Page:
Vancouver: Students at the University of British Columbia (UBC) are celebrating the Budget 2019 announcement to eliminate interest from B.C. government student loans, resulting in debt relief for about 200,000 people.
As of Feb. 19, all B.C. student loans stopped accumulating interest.
Melanie Mark, Minister of Advanced Education, Skills and Training, was joined by students and Santa Ono, president of UBC, at the student union building, The Nest, to mark the historic announcement.
“Post-secondary education and skills training should be opening doors for people, not making it harder to get ahead,” Mark said. “Students spoke, and our government listened. For too long, students graduating from post-secondary institutions have been saddled with high levels of debt. Our government is committed to making life more affordable. That’s why Budget 2019 eliminates interest on all B.C. student loans going forward.”
Students have advocated for interest-free loans in B.C. for many years. Instead of worrying about growing debt, students can focus on learning, and graduates can put their energy into their next steps in life.
“The elimination of interest on B.C. student loans has had an immediate impact on students who are burdened by debt,” said Cristina Ilnitchi, vice-president of external affairs, Alma Mater Society. “Students have been asking government to reduce the interest on provincial loans for years. We welcome the fact that the provincial government has recognized that action was needed to alleviate the difficult financial situations students face during their studies and after they leave their studies.”
There are about 200,000 B.C. student loans outstanding, representing $1.24 billion in principal. Borrowers will collectively save about $22 million in interest payments on these loans in 2019-20.
“This budget has good news for post-secondary students,” Ono said. “Post-secondary education and opportunities go hand in hand. Eliminating interest on B.C. student loans and continued investments in additional tech-related spaces is welcome news for many UBC students.”
The elimination of interest on student loans means that low- to middle-income students are not paying thousands of dollars more for their education than their peers who can pay up front.
Not only will eliminating interest on provincial student loans benefit current and future students, but the impact will be felt by borrowers who are still paying off their student loans and accruing debt.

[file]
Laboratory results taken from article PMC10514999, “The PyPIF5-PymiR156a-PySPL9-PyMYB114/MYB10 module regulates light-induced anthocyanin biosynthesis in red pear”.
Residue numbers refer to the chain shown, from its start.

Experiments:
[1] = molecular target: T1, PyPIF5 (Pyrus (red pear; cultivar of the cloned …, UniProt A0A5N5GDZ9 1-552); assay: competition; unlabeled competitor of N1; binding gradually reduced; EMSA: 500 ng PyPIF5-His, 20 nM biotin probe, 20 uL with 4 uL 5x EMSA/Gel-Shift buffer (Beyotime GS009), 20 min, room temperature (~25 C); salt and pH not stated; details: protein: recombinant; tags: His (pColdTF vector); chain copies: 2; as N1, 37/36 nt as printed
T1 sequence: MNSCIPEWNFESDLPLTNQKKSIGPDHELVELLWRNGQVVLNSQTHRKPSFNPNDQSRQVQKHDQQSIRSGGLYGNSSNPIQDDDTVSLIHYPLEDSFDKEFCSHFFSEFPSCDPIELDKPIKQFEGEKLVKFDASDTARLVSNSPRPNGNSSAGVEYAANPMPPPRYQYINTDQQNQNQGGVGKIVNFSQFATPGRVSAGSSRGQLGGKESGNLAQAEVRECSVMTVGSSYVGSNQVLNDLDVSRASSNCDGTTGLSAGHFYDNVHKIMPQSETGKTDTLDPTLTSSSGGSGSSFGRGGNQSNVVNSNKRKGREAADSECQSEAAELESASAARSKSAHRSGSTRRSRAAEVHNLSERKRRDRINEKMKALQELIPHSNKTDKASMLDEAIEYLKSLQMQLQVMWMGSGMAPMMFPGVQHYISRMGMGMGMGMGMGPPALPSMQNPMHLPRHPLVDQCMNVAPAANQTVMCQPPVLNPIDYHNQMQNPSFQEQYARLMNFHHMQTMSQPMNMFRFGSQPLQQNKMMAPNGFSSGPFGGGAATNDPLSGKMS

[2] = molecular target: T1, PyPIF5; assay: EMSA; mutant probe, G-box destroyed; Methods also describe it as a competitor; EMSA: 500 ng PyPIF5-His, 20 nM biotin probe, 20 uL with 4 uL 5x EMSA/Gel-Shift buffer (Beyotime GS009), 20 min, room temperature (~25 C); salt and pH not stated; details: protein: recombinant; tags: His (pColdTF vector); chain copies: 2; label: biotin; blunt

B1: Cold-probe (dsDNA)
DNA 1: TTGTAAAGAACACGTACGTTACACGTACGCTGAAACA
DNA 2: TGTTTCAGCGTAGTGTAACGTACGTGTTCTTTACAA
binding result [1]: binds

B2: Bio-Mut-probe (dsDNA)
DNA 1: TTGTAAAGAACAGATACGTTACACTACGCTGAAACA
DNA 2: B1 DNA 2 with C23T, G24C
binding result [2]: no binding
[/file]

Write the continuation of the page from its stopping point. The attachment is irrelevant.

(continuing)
A typical undergraduate borrower has $11,200 in B.C. student loan debt, and $28,000 in total student loan debt, including both federal and provincial loans. Eliminating interest on the provincial debt will save this borrower $2,300 over the 10-year repayment period.
- The announcement in Budget 2019 to eliminate interest on B.C. government student loans comes after years of advocacy by student groups throughout the province, including the BC Alliance of Students and the BC Federation of Students.
- The Alma Mater Society (AMS) of the University of British Columbia is a non-profit student society that works to improve the quality of the educational, social and personal lives of the students of UBC. Representing over 56,000 undergraduate and graduate students at UBC’s Vancouver campuses, the AMS advocates to the university and all levels of government for issues that are in the interest of students. The AMS also administers a student health and dental plan, provides essential support services, operates the Sexual Assault Support Centre and organizes social events.
- StudentAid BC delivers the Canada-British Columbia integrated student financial assistance program. The federal government sets the interest rate for the federal component. Interest on the federal loan remains prime plus 2.5%. Integrated loans are based on a 60/40 split between federal and provincial funding, respectively.
- The 200,000 B.C. student loans include about 55,000 people in study, about 120,000 people in repayment and about 25,000 people in default.
- The student loan interest rate in B.C. had been prime plus 2.5% since 1996-97. Government first reduced interest from prime plus 2.5% to prime on Aug. 1, 2017.